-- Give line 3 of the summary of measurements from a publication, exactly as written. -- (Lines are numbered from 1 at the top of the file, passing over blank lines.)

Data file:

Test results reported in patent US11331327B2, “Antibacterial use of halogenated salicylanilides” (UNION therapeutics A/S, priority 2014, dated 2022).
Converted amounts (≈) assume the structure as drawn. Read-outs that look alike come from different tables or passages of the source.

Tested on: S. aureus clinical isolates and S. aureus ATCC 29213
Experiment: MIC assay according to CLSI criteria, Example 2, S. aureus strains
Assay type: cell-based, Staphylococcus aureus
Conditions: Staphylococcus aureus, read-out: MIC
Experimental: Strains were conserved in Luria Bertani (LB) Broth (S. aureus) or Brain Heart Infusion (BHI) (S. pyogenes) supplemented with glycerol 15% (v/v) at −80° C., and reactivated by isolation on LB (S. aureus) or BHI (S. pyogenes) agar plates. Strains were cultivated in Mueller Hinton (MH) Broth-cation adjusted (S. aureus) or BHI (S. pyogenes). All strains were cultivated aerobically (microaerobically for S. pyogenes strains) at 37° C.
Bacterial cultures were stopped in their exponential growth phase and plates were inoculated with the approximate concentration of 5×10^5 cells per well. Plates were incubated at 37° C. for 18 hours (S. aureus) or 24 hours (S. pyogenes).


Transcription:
Tested on: S. aureus clinical isolates and S. aureus ATCC 29213